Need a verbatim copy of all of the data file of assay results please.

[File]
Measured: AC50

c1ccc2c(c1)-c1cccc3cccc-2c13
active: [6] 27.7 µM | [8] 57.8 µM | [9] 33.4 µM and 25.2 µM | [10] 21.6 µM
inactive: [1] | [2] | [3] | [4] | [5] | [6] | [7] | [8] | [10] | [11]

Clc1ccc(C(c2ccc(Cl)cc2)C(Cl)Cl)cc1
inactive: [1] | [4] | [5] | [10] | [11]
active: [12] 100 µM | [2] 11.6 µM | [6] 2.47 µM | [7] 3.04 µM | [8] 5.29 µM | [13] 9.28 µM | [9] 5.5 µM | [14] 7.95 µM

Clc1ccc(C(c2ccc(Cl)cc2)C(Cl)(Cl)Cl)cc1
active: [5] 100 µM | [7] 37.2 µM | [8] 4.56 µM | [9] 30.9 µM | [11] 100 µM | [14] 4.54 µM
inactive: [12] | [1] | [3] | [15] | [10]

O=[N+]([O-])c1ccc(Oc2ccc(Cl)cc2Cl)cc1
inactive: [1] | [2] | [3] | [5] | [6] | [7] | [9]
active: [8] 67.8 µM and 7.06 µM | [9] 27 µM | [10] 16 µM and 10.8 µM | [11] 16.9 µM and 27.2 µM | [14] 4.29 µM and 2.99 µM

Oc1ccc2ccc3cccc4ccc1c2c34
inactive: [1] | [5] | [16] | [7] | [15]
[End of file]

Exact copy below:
Measured: AC50

c1ccc2c(c1)-c1cccc3cccc-2c13
active: [6] 27.7 µM | [8] 57.8 µM | [9] 33.4 µM and 25.2 µM | [10] 21.6 µM
inactive: [1] | [2] | [3] | [4] | [5] | [6] | [7] | [8] | [10] | [11]

Clc1ccc(C(c2ccc(Cl)cc2)C(Cl)Cl)cc1
inactive: [1] | [4] | [5] | [10] | [11]
active: [12] 100 µM | [2] 11.6 µM | [6] 2.47 µM | [7] 3.04 µM | [8] 5.29 µM | [13] 9.28 µM | [9] 5.5 µM | [14] 7.95 µM

Clc1ccc(C(c2ccc(Cl)cc2)C(Cl)(Cl)Cl)cc1
active: [5] 100 µM | [7] 37.2 µM | [8] 4.56 µM | [9] 30.9 µM | [11] 100 µM | [14] 4.54 µM
inactive: [12] | [1] | [3] | [15] | [10]

O=[N+]([O-])c1ccc(Oc2ccc(Cl)cc2Cl)cc1
inactive: [1] | [2] | [3] | [5] | [6] | [7] | [9]
active: [8] 67.8 µM and 7.06 µM | [9] 27 µM | [10] 16 µM and 10.8 µM | [11] 16.9 µM and 27.2 µM | [14] 4.29 µM and 2.99 µM

Oc1ccc2ccc3cccc4ccc1c2c34
inactive: [1] | [5] | [16] | [7] | [15]